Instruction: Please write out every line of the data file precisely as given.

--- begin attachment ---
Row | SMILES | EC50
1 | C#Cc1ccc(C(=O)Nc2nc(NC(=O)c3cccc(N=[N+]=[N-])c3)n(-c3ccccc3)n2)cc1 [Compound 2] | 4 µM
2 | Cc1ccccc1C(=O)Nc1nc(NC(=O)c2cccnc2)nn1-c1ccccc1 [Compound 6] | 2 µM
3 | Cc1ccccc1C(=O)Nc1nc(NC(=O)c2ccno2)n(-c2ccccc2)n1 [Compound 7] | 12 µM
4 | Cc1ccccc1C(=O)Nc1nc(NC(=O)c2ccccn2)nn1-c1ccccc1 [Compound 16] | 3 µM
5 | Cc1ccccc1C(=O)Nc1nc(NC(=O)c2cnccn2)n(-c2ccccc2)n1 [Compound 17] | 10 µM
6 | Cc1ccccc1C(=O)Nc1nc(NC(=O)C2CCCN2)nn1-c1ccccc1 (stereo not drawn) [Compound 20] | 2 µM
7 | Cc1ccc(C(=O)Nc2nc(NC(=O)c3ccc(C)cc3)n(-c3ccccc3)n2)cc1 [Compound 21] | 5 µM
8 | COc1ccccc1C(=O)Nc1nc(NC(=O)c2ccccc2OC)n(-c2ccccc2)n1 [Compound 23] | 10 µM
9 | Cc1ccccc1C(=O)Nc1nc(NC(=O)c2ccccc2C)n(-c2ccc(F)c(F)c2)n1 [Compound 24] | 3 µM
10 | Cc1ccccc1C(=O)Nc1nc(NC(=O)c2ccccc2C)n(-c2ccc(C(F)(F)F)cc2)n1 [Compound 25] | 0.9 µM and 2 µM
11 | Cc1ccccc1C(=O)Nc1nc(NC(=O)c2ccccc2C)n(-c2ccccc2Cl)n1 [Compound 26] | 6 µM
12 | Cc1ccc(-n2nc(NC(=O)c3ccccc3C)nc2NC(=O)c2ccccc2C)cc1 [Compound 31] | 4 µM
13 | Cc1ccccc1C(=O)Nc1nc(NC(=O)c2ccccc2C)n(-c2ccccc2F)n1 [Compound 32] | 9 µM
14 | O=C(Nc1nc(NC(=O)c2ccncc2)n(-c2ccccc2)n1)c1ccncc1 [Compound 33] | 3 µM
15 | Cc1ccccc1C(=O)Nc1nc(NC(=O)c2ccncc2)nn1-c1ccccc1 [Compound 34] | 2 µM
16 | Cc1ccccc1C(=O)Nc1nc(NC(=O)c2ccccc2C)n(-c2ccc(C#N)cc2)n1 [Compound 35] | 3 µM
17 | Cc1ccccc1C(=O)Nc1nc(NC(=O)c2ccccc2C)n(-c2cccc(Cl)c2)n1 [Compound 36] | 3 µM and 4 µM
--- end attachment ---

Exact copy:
Row | SMILES | EC50
1 | C#Cc1ccc(C(=O)Nc2nc(NC(=O)c3cccc(N=[N+]=[N-])c3)n(-c3ccccc3)n2)cc1 [Compound 2] | 4 µM
2 | Cc1ccccc1C(=O)Nc1nc(NC(=O)c2cccnc2)nn1-c1ccccc1 [Compound 6] | 2 µM
3 | Cc1ccccc1C(=O)Nc1nc(NC(=O)c2ccno2)n(-c2ccccc2)n1 [Compound 7] | 12 µM
4 | Cc1ccccc1C(=O)Nc1nc(NC(=O)c2ccccn2)nn1-c1ccccc1 [Compound 16] | 3 µM
5 | Cc1ccccc1C(=O)Nc1nc(NC(=O)c2cnccn2)n(-c2ccccc2)n1 [Compound 17] | 10 µM
6 | Cc1ccccc1C(=O)Nc1nc(NC(=O)C2CCCN2)nn1-c1ccccc1 (stereo not drawn) [Compound 20] | 2 µM
7 | Cc1ccc(C(=O)Nc2nc(NC(=O)c3ccc(C)cc3)n(-c3ccccc3)n2)cc1 [Compound 21] | 5 µM
8 | COc1ccccc1C(=O)Nc1nc(NC(=O)c2ccccc2OC)n(-c2ccccc2)n1 [Compound 23] | 10 µM
9 | Cc1ccccc1C(=O)Nc1nc(NC(=O)c2ccccc2C)n(-c2ccc(F)c(F)c2)n1 [Compound 24] | 3 µM
10 | Cc1ccccc1C(=O)Nc1nc(NC(=O)c2ccccc2C)n(-c2ccc(C(F)(F)F)cc2)n1 [Compound 25] | 0.9 µM and 2 µM
11 | Cc1ccccc1C(=O)Nc1nc(NC(=O)c2ccccc2C)n(-c2ccccc2Cl)n1 [Compound 26] | 6 µM
12 | Cc1ccc(-n2nc(NC(=O)c3ccccc3C)nc2NC(=O)c2ccccc2C)cc1 [Compound 31] | 4 µM
13 | Cc1ccccc1C(=O)Nc1nc(NC(=O)c2ccccc2C)n(-c2ccccc2F)n1 [Compound 32] | 9 µM
14 | O=C(Nc1nc(NC(=O)c2ccncc2)n(-c2ccccc2)n1)c1ccncc1 [Compound 33] | 3 µM
15 | Cc1ccccc1C(=O)Nc1nc(NC(=O)c2ccncc2)nn1-c1ccccc1 [Compound 34] | 2 µM
16 | Cc1ccccc1C(=O)Nc1nc(NC(=O)c2ccccc2C)n(-c2ccc(C#N)cc2)n1 [Compound 35] | 3 µM
17 | Cc1ccccc1C(=O)Nc1nc(NC(=O)c2ccccc2C)n(-c2cccc(Cl)c2)n1 [Compound 36] | 3 µM and 4 µM